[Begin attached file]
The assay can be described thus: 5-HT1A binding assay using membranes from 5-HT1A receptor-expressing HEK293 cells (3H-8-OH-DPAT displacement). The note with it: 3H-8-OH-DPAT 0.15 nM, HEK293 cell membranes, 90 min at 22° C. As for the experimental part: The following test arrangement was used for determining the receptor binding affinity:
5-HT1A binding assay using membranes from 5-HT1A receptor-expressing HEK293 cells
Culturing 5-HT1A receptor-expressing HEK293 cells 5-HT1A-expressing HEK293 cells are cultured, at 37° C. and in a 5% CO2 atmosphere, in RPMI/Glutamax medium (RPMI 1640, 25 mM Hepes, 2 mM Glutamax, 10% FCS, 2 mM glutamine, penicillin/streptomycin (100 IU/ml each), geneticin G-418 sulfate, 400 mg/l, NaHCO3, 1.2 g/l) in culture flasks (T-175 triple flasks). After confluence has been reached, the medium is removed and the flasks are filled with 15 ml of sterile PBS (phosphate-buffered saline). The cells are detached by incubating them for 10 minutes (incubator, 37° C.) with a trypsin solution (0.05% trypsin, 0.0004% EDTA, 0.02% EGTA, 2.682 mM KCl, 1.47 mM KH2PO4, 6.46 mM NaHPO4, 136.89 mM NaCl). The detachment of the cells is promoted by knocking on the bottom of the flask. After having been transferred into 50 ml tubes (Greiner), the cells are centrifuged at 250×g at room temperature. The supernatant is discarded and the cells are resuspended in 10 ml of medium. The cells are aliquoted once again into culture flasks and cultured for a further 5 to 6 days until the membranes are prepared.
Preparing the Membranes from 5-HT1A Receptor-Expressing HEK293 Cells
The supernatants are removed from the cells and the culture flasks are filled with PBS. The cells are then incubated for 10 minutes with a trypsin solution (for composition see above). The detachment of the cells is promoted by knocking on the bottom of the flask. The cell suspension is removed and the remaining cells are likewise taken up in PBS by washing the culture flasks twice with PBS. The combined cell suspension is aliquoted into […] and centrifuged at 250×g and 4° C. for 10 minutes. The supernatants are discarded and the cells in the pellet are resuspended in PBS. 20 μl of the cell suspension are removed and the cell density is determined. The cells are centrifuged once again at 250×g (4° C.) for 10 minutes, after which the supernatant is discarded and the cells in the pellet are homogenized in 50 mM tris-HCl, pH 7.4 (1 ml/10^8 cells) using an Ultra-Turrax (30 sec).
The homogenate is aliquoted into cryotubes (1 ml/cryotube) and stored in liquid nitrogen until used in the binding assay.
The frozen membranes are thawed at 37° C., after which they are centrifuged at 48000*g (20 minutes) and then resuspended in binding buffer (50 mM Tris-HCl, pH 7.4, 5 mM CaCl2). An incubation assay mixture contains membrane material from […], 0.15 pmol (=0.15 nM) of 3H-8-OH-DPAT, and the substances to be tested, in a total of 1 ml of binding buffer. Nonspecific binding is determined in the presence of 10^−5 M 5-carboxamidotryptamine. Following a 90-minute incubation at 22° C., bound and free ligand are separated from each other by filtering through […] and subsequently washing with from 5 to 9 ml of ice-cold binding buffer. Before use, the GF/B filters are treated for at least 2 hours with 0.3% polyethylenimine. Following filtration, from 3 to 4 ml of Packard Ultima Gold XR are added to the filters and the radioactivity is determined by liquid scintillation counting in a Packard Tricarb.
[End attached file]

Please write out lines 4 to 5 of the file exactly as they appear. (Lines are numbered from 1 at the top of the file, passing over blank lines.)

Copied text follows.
Preparing the Membranes from 5-HT1A Receptor-Expressing HEK293 Cells
The supernatants are removed from the cells and the culture flasks are filled with PBS. The cells are then incubated for 10 minutes with a trypsin solution (for composition see above). The detachment of the cells is promoted by knocking on the bottom of the flask. The cell suspension is removed and the remaining cells are likewise taken up in PBS by washing the culture flasks twice with PBS. The combined cell suspension is aliquoted into […] and centrifuged at 250×g and 4° C. for 10 minutes. The supernatants are discarded and the cells in the pellet are resuspended in PBS. 20 μl of the cell suspension are removed and the cell density is determined. The cells are centrifuged once again at 250×g (4° C.) for 10 minutes, after which the supernatant is discarded and the cells in the pellet are homogenized in 50 mM tris-HCl, pH 7.4 (1 ml/10^8 cells) using an Ultra-Turrax (30 sec).